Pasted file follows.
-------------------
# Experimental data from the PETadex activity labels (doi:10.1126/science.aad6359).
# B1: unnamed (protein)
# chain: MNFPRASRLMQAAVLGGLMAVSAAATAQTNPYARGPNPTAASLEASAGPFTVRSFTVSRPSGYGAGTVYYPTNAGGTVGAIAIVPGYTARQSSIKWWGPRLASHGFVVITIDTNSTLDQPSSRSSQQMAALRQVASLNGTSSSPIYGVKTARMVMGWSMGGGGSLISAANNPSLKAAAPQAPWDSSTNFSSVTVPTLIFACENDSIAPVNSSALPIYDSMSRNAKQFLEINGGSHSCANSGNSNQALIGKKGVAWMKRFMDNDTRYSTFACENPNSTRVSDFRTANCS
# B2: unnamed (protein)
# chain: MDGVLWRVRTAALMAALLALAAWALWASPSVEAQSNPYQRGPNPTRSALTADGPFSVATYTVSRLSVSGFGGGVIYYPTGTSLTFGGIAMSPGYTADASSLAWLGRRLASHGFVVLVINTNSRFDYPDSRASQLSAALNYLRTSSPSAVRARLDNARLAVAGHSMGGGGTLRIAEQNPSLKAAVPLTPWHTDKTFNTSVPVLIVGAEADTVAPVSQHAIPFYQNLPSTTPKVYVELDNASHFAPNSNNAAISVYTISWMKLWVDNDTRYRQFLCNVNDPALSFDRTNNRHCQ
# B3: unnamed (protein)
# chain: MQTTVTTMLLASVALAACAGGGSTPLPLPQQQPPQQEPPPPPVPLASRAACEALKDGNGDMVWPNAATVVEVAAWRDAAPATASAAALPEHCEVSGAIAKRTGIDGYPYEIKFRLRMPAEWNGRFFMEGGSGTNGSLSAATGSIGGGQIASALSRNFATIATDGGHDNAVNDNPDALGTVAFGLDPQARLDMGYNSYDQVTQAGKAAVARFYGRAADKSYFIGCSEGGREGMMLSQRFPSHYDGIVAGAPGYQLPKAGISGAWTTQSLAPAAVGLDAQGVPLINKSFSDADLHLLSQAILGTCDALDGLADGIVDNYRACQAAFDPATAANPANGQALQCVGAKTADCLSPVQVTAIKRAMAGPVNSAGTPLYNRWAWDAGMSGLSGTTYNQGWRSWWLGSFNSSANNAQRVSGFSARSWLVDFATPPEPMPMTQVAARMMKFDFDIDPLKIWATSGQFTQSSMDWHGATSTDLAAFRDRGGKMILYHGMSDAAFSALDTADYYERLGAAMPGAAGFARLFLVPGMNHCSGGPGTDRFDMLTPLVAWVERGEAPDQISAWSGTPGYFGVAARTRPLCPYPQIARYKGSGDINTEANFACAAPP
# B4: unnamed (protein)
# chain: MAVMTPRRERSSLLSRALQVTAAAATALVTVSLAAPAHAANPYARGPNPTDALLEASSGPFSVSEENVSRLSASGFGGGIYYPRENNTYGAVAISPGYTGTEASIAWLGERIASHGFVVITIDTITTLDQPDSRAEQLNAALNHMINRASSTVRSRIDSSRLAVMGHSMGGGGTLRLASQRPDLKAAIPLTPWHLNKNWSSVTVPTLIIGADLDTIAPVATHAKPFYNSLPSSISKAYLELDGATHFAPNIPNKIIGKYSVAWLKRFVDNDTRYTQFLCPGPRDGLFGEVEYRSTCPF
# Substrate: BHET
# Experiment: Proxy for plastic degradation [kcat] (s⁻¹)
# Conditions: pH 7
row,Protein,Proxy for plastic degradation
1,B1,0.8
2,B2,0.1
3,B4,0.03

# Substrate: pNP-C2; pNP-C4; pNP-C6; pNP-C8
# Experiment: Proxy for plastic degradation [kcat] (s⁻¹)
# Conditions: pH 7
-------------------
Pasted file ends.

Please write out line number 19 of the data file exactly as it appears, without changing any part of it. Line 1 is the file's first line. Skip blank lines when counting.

# Conditions: pH 7